Libyan leader Muammar el-Qaddafi, flanked by bodyguards on his first trip to Europe in 15 years, said Tuesday his country was open for business but cautioned the West against making him return to violence.

Qaddafi, once considered one of the world's most dangerous men for sponsoring terrorism, pulled up in a white limousine at the European Commission (search), the European Union' executive branch, accompanied by his foreign and trade ministers.

As he paused to shake hands with Commission President Romano Prodi (search) for photographers, a man rushed forward, threw a letter at Qaddafi and was hustled away by a guard.

The Libyan leader's trademark female bodyguards rushed to his side, but Qaddafi ignored the bedlam.

The landmark trip resulted from what the EU termed Libya's "remarkable progress" in shedding its rogue nation status, including abandoning its nuclear weapons program and settling the Pan Am and UTA airliner bombing cases (search) by agreeing to pay relatives of the victims.

"I hope that we shall not be prompted or obliged by any evil to go back, or to look backwards," Qaddafi told a news conference. "We do hope that we shall not be obliged or forced one day to go back to those days where we bomb our cars or put explosive belts around our beds and around our women so we will not be searched or harassed in our bedrooms and in our homes."

He did not explain what he meant, but referred to violence in Iraq and the Palestinian territories.

There, he said, "The victims are women and children and the battlefield has become the kitchen and bedroom and the lounge. We don't want to be forced to do that."

Qaddafi declared his readiness to work with the West peacefully after years of championing armed struggle against it.

"I would like to seize the opportunity today and declare before you ... that Libya is determined and committed to play a leading role in achieving world peace," he said in a rambling address to a room packed with reporters at the European Union headquarters.

Libya "did its duty" in the past by supporting and training violent liberation movements around the world and was "unjustly accused of terrorism" for it, he said.

"But now, the time has now come to reap the fruits of this armed struggle, namely peace, stability, development," he said through a translator. "Now we are facing different or new challenges which are common enemies to all of us."

Prodi, a former Italian premier who invited Qaddafi to Brussels, fidgeted at his side as Qaddafi lectured the room, veering from history lessons on colonialism to Europe's need for immigrants to replace an aging population in the labor market.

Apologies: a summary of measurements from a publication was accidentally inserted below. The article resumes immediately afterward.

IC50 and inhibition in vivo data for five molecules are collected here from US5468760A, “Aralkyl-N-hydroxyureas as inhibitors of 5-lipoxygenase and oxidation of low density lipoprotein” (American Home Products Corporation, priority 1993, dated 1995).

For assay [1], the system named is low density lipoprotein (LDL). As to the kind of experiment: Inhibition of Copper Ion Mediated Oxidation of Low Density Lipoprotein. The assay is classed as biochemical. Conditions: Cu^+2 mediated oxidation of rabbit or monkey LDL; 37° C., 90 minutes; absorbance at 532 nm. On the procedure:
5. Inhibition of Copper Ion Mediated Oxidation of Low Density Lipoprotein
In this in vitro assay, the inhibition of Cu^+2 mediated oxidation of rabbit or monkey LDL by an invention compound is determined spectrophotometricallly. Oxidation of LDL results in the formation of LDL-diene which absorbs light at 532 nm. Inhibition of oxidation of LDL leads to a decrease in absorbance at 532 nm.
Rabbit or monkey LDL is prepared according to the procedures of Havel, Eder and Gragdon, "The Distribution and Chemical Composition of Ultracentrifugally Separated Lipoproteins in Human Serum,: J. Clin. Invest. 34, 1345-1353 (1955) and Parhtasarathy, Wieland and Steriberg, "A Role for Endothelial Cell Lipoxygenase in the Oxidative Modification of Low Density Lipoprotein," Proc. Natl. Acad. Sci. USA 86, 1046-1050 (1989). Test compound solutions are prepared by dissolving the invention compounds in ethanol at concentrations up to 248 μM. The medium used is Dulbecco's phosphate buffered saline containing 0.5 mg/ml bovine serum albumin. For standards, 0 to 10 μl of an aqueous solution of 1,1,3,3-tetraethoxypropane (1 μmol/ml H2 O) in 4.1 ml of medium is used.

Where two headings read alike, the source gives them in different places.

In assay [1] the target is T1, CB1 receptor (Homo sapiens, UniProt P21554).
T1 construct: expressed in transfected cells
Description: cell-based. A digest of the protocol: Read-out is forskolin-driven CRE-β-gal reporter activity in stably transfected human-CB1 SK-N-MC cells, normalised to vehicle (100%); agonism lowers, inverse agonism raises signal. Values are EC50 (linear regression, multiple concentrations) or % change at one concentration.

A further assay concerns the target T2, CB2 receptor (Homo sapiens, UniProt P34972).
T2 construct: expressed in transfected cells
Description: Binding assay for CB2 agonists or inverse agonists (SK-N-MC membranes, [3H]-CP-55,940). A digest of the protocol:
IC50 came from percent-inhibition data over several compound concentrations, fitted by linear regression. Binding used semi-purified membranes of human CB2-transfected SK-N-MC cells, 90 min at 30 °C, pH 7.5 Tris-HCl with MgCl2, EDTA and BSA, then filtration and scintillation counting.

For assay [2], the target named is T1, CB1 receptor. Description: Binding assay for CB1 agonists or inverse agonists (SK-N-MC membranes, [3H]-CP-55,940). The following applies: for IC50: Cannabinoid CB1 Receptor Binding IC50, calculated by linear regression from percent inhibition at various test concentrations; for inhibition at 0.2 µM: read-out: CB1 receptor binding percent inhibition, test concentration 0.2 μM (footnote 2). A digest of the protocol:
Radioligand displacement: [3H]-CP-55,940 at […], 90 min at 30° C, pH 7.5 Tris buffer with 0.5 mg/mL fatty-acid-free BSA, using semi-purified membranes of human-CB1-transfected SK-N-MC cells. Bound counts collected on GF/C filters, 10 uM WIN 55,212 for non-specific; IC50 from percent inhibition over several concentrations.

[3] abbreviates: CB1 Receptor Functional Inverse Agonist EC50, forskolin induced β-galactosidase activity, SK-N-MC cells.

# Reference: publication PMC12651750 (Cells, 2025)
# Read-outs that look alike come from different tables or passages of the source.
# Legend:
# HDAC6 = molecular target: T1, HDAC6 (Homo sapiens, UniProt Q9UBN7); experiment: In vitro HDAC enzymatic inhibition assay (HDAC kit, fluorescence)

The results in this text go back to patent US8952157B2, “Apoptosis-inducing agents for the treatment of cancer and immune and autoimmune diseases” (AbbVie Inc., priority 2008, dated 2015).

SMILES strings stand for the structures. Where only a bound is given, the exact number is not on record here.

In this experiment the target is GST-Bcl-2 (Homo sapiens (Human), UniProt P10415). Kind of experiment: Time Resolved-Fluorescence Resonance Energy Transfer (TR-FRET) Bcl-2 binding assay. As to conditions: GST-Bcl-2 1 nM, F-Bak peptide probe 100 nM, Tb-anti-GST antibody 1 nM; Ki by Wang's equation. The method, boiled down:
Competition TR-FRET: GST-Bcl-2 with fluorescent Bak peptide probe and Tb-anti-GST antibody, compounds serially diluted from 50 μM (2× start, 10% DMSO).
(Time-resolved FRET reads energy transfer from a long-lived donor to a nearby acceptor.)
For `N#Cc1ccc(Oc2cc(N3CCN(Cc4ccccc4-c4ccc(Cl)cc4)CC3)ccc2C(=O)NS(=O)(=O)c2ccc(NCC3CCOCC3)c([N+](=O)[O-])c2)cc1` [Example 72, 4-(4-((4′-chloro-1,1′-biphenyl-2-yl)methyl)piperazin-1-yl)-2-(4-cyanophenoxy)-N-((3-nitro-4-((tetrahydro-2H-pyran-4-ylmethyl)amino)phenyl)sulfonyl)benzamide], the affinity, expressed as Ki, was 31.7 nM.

Three of Qaddafi's bodyguards, dressed in blue camouflage fatigues, stood at attention behind them as Qaddafi spoke for about half an hour, taking no questions afterward.

In introductory remarks, Prodi said he welcomed Qaddafi's "bold moves" in renouncing weapons of mass destruction and promised to help normalize relations.

"We need to work together on peace, stability, migration, security, economic reform, and cultural cooperation," Prodi said.

In the 1980s, Libya was an international pariah for its role in international terrorism. The 1988 bombing of the Pan Am jumbo jet over Lockerbie, Scotland, killed 270 people; the French UTA airliner bombing over the Niger desert killed 170 people in 1989.

The United States last week lifted most of its commercial sanctions on Libya, but trade restrictions with Europe remain.

Qaddafi seeks "full normalization" of relations and entry to the aid and trade program the EU runs with countries around the Mediterranean, including Israel.

Germany, one of the most influential EU members, has welcomed Libya's rapprochement but noted "obstacles" remained, including his government's demand for compensation from Libya for victims of the 1986 bombing at a West Berlin disco known as a hangout for American troops.

Two U.S. soldiers and a Turkish woman were killed and 229 people injured in the attack allegedly ordered by Qaddafi.

Amnesty International (search), which in February made its first visit to Libya in 15 years, released a report Tuesday accusing Libya of a "pattern of ongoing human rights violations" and of fostering a "climate of fear" in which most Libyans are afraid to speak out.

About 50 anti-Qaddafi demonstrators protested peacefully blocks away from the commission building.

"Qaddafi's a criminal, Qaddafi's a terrorist, Qaddafi's an assassin," said Fathi Abdelsalam, a Libyan living in Switzerland.

Qaddafi's last trip to Europe was in 1989, when he delivered a disjointed harangue against Jews and the U.S. dollar at a summit of non-aligned nations in Belgrade, Yugoslavia.